Earlier this week, the Fuzhou Intermediate Court in China granted two preliminary injunctions against Apple (AAPL) that is supposed to ban the tech company from selling any iPhone model since the release of the iPhone 6s and before the later models (the X, XR and XS.) The cause of this ban? It is a request coming from competing tech company, Qualcomm, which claims Apple stole patents from them. The contested patents have been brought up through the many years of AAPL/QCOM quarreling and target the features that enable users to adjust and reformat the size of likes of pictures as well as manage applications using the touchscreen. Despite the ban, media outlets in the area are reporting that the phones are still being shown off in Chinese Apple stores.
Wedbush analyst Daniel Ives says the risk/reward factor at play is compelling enough for him to maintain his Outperform rating with a price target of $275, which shows a potential upside of around $60. (To watch Ives’s track record, click here)
“While the headlines remain noisy regarding this latest China court ruling and Qualcomm’s latest actions, we believe the models involved are related to only 10%-15% of sales potentially impacted in the region as they are older versions. According to Apple’s original statement, there should be no disruption to the models Chinese consumers can purchase, although this remains up in the air given the ongoing legal battle. In a nutshell, with China being a linchpin of growth for Apple around iPhone sales any further dent in the armor at this juncture is not what Apple or investors want to see given the headwinds around sales of its latest XR model, which has weighed on shares over the past month,” Ives said.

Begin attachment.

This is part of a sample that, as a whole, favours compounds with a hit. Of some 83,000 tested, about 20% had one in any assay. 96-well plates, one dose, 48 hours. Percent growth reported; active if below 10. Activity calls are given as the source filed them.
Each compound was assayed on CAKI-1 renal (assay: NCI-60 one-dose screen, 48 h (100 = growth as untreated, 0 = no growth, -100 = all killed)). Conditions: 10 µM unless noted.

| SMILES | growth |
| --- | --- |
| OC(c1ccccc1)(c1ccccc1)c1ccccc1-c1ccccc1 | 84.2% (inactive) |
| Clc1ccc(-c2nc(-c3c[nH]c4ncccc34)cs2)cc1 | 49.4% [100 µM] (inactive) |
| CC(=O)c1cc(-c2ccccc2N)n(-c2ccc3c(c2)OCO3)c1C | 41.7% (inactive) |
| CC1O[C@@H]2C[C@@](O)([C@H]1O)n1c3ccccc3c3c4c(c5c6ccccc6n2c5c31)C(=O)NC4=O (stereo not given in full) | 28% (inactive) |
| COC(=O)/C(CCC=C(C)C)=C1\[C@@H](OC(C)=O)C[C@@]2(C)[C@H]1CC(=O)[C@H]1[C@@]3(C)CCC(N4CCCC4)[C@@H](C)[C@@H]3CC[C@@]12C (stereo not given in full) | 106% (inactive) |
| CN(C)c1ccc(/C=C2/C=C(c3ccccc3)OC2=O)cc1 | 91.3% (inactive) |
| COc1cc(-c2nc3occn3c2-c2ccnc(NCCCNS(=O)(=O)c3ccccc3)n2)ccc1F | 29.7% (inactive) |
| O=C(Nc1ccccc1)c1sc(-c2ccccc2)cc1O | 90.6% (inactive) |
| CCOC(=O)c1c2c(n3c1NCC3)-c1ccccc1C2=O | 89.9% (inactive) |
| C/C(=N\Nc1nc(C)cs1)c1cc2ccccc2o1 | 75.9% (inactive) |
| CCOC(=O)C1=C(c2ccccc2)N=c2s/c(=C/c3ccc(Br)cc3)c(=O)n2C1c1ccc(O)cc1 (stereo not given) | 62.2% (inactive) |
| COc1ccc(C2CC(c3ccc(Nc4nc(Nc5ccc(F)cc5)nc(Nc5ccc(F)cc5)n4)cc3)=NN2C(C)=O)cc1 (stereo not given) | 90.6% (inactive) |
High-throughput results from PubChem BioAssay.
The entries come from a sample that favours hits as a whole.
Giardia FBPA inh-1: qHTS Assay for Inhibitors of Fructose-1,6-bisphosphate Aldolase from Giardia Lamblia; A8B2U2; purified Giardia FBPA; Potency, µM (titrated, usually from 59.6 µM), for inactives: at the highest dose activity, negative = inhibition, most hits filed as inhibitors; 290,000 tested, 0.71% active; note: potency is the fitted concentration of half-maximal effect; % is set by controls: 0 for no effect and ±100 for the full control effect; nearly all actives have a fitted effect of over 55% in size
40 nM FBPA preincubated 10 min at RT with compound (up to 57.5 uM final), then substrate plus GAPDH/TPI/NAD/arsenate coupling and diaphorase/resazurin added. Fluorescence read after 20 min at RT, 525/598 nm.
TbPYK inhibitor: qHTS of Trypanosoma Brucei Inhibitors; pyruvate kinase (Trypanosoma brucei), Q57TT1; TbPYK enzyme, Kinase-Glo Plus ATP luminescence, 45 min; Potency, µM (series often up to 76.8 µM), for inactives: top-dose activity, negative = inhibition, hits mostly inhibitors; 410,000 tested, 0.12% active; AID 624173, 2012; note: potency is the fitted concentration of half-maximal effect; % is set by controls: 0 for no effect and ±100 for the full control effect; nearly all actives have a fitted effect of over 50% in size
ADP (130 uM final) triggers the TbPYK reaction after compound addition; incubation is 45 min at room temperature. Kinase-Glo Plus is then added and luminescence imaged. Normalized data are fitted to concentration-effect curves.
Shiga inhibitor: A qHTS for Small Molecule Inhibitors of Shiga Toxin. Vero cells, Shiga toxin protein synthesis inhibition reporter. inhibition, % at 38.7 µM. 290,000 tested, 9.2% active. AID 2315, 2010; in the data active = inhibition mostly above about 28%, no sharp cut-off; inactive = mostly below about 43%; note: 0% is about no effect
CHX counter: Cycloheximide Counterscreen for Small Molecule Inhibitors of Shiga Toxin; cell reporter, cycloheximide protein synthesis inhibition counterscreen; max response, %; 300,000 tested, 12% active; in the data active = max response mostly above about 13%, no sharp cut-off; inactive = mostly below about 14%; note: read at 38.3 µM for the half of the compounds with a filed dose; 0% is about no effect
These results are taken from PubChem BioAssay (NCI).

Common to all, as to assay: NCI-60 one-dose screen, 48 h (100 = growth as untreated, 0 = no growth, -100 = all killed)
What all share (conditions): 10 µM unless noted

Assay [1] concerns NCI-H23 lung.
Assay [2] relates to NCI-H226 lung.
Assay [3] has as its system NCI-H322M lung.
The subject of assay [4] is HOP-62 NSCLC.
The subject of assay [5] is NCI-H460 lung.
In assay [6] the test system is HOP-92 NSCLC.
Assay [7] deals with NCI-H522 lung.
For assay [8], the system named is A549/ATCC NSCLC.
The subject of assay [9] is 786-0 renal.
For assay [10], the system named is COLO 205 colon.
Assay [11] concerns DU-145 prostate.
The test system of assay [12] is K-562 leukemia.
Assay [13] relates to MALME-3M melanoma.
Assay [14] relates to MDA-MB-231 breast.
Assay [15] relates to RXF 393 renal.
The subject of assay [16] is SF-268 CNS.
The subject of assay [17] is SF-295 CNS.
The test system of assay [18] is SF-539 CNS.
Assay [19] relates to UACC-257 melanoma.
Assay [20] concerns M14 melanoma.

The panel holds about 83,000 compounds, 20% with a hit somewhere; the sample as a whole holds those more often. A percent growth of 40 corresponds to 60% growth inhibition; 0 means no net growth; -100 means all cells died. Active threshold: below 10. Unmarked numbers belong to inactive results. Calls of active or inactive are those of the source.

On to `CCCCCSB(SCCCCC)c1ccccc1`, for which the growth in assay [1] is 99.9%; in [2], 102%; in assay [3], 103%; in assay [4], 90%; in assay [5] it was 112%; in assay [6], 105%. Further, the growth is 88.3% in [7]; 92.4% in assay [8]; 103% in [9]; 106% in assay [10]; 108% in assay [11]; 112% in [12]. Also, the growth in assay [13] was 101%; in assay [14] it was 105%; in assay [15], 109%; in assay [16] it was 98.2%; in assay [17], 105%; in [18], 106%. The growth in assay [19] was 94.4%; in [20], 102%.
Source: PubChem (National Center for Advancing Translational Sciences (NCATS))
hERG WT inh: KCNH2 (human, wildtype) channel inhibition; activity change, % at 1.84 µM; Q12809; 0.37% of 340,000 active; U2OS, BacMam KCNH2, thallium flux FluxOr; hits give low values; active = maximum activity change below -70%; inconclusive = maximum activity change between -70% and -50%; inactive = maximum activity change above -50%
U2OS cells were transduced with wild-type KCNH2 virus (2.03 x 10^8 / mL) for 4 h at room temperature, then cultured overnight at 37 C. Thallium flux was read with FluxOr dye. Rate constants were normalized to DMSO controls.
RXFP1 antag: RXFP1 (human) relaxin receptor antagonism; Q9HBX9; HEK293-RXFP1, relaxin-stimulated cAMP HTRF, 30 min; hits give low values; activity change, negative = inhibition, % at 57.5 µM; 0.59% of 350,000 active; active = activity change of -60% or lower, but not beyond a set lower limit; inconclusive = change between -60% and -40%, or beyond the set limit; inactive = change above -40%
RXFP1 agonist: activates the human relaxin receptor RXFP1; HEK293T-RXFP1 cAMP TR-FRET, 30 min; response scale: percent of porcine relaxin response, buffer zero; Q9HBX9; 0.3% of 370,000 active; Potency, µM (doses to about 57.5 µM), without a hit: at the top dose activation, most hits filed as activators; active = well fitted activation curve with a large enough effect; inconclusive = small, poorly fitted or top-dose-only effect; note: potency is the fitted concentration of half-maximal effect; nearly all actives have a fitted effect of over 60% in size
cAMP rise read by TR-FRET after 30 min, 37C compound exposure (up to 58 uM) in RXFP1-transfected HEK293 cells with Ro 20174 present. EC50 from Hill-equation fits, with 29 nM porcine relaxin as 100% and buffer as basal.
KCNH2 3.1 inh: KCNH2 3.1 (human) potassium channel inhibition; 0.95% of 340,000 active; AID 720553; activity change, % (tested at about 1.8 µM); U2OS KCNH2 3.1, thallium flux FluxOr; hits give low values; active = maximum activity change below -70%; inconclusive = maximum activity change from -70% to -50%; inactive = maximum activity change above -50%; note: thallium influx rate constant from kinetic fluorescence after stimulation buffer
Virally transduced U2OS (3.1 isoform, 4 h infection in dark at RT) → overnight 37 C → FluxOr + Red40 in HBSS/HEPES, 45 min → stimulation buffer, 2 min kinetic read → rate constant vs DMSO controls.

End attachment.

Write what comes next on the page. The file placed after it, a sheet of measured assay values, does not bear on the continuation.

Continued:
In addition to the patent issues, Huawei’s CFO, Meng Wanzhou was arrested at Vancouver Airport on December 1st in Canada. The order for her arrest, coming from the U.S. Department of Justice, alleges Wanzhou was using a shell company to cover for Huawei in order to do business with Iran, which is in violation of current U.S. sanctions against the Arab nation. Investors fear that this event will only inflame the current trade war between the U.S. and China, as Cupertino relies on Asia for much of its sales.
Nevertheless, the analyst remains bullish. Ives believes with AAPL having 350 million iPhones ready for upgrade in the next 12 to 18 months – the company is still in good shape, even though 60 to 70 million of those phones are located in China (which is why investors are “hyper sensitive,” as Ives puts it).
Overall, the word on the Street rings largely bullish on the iPhone maker, with TipRanks analytics demonstrating AAPL as a Buy. Out of 33 analysts polled in the last 3 months, 17 are bullish on Apple stock, 15 remain sidelined, and only 1 is bearish on the stock. With a return potential of nearly 30%, the stock’s consensus target price stands at $223.76. (See AAPL’s price targets and analyst ratings on TipRanks)